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[HCC Seminar Series]: Performance-led research in HCI - methods, creations, and critical reflections

Bush House, Strand Campus, London


Abstract

In this talk, I trace the approaches I have followed in intersecting performance and dance with interaction design. I describe how I apply first-person methodologies, including research through practice and ethnographic and phenomenological methods, in order to design technologies that support creating, learning, performing, and archiving dance. I describe several artworks and interactive systems that I developed in which I focus on dance vocabularies, including that of Laban’s Movement Analysis, vocabularies that are idiosyncratic to choreographers whom I collaborated with, and those emerging from my own research-creation endeavors.

I will present how I choreograph dance pieces that integrate interactive technologies in order to provoke critical questions. While providing poetic experiences, my artworks enact experimental situations that enable critical reflections on how art can contribute to knowledge or how humans co-exist with each other and with technologies.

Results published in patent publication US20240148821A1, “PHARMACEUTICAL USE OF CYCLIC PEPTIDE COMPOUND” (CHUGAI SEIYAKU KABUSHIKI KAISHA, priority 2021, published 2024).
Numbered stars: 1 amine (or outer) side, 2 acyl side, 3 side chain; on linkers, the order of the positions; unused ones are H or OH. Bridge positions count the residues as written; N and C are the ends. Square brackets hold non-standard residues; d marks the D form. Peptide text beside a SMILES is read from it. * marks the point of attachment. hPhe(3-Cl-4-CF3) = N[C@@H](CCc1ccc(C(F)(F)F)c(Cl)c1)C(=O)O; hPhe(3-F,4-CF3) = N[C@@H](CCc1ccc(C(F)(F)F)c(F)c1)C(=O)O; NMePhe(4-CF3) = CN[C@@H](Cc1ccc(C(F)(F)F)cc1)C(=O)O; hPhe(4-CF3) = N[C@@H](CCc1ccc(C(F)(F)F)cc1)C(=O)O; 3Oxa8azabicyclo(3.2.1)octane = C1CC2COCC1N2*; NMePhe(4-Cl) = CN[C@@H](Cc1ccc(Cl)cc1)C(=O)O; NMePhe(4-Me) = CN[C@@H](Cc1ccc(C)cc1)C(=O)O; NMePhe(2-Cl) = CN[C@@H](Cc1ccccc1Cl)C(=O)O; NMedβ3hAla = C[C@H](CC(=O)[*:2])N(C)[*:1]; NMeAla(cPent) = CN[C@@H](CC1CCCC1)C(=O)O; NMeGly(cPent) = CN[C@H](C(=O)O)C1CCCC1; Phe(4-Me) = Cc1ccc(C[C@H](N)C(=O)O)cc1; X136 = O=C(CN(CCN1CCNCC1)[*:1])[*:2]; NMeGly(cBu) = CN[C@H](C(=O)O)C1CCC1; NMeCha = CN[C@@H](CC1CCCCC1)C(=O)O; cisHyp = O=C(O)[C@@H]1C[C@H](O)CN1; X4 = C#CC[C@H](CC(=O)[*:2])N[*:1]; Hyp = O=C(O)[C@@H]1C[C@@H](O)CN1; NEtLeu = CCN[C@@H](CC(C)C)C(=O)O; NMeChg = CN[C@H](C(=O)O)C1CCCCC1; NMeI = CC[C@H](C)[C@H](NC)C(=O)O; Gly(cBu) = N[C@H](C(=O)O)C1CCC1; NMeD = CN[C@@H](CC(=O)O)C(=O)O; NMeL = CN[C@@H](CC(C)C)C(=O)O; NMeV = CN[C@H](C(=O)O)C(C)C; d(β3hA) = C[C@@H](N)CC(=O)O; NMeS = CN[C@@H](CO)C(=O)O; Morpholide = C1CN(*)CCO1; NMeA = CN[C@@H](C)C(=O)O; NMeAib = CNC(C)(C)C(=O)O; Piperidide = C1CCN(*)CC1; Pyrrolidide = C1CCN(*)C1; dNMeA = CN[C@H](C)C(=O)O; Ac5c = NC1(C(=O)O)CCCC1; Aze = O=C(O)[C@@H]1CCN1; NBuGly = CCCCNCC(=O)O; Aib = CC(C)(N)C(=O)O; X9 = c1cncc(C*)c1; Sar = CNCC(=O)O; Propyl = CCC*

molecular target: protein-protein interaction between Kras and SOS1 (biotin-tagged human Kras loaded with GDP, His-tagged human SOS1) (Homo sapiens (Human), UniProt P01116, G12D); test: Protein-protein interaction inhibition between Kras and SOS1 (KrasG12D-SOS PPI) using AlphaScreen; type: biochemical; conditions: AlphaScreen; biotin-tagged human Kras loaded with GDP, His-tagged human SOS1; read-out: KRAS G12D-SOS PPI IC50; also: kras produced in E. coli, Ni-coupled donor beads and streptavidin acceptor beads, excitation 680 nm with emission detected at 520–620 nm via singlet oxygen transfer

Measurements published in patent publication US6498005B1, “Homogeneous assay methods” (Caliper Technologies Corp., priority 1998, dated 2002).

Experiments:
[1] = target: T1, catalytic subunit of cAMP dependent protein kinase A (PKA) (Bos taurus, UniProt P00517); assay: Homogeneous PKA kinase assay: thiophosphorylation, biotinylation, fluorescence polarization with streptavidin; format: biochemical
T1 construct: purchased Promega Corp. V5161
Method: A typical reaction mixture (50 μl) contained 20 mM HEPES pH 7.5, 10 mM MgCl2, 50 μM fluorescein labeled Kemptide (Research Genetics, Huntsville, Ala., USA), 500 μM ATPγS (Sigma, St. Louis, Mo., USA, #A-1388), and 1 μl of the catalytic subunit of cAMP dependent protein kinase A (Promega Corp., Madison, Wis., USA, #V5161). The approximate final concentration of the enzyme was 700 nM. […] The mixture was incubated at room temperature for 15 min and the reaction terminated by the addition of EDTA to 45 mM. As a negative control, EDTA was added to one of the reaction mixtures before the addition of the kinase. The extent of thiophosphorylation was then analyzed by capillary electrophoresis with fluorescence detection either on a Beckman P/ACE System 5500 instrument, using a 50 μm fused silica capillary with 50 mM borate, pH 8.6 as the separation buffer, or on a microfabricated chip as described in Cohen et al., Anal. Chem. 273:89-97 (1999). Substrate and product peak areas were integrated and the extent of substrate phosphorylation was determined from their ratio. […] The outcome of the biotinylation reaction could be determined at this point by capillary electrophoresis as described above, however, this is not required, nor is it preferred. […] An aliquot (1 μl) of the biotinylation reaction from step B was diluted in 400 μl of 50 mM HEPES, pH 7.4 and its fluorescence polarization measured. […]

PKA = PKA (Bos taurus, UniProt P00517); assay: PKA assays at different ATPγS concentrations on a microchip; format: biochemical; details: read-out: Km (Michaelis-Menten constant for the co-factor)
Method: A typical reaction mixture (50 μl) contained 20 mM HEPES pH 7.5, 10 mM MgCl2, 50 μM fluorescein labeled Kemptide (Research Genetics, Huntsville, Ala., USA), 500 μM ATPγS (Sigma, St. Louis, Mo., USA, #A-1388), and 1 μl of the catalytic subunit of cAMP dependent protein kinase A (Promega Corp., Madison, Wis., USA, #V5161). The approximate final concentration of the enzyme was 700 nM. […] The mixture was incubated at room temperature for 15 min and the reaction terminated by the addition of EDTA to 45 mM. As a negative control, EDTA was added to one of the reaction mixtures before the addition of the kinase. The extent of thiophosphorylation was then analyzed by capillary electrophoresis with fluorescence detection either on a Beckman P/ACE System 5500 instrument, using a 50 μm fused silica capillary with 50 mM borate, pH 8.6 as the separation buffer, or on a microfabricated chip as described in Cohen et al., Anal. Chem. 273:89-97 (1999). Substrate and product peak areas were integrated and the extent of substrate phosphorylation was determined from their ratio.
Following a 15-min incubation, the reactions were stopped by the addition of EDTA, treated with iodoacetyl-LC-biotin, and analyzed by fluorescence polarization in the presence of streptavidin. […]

Biography

Sarah Fdili Alaoui is a Reader at the University of the Arts London. Prior to that, she was an associate professor at LISN-Université Paris Saclay and Ex-Situ INRIA research team in interaction design, human-computer Interaction, and dance. She is a choreographer, a dancer, and a Laban Movement Analyst. She was a researcher at the School of Interactive Arts & Technology at Simon Fraser University in Vancouver, within the MovingStories project. She holds a PhD in Art and Science from the University Paris-Sud 11 and the IRCAM-Centre Pompidou and LIMSI-CNRS research institutes. She has an MSc from the University of Joseph Fourier, an Engineering Degree from ENSIMAG in Applied Mathematics and Computer Science, and about 30 years of training in ballet and contemporary dance. Sarah is interested in intersecting research in interaction design with dance-making and choreography. She has been involved in many art and science projects, collaborating with dancers, visual artists, computer scientists, and designers to create interactive dance performances and interactive installations, as well as systems for supporting choreography and dance learning and documentation.

How to join

In order to attend, please email Alfie Abdul Rahman (alfie.abdulrahman@kcl.ac.uk).


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